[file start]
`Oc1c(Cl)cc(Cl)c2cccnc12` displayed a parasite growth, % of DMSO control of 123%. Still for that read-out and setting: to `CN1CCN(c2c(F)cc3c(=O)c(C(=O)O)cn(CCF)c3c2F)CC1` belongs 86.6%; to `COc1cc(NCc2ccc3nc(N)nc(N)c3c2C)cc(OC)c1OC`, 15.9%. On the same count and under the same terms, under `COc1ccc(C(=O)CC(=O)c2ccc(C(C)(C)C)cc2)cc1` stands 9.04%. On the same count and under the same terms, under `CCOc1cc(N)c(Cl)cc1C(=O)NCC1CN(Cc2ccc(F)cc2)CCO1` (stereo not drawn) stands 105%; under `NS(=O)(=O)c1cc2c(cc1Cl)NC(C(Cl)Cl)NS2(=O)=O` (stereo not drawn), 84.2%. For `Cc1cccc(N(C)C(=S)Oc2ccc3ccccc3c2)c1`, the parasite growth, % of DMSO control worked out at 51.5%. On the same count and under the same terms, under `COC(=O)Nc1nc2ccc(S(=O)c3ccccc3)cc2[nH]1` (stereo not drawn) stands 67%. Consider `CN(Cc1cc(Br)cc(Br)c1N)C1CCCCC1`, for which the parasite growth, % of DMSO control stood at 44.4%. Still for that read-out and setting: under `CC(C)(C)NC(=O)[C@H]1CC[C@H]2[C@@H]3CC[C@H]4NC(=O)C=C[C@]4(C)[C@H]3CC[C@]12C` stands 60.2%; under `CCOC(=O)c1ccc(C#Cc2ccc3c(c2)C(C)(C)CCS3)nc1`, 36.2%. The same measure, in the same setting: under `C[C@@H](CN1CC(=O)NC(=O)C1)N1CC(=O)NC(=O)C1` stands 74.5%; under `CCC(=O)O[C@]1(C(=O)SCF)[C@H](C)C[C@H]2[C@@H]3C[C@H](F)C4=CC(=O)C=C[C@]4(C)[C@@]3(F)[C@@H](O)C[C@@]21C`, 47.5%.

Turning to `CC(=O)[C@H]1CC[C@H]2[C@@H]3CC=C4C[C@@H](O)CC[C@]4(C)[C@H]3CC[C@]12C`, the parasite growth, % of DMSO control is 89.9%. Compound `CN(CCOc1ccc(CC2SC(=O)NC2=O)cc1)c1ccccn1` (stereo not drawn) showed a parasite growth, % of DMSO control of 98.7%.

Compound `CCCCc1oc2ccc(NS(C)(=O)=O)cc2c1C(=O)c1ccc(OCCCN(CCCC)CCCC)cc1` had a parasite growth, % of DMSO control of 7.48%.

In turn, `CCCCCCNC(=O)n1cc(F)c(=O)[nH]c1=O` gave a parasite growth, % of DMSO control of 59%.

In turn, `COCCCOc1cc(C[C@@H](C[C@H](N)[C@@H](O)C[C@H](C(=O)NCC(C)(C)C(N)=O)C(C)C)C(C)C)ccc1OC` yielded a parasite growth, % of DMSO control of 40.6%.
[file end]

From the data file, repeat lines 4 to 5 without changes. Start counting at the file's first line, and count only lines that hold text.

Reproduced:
In turn, `CCCCCCNC(=O)n1cc(F)c(=O)[nH]c1=O` gave a parasite growth, % of DMSO control of 59%.

In turn, `COCCCOc1cc(C[C@@H](C[C@H](N)[C@@H](O)C[C@H](C(=O)NCC(C)(C)C(N)=O)C(C)C)C(C)C)ccc1OC` yielded a parasite growth, % of DMSO control of 40.6%.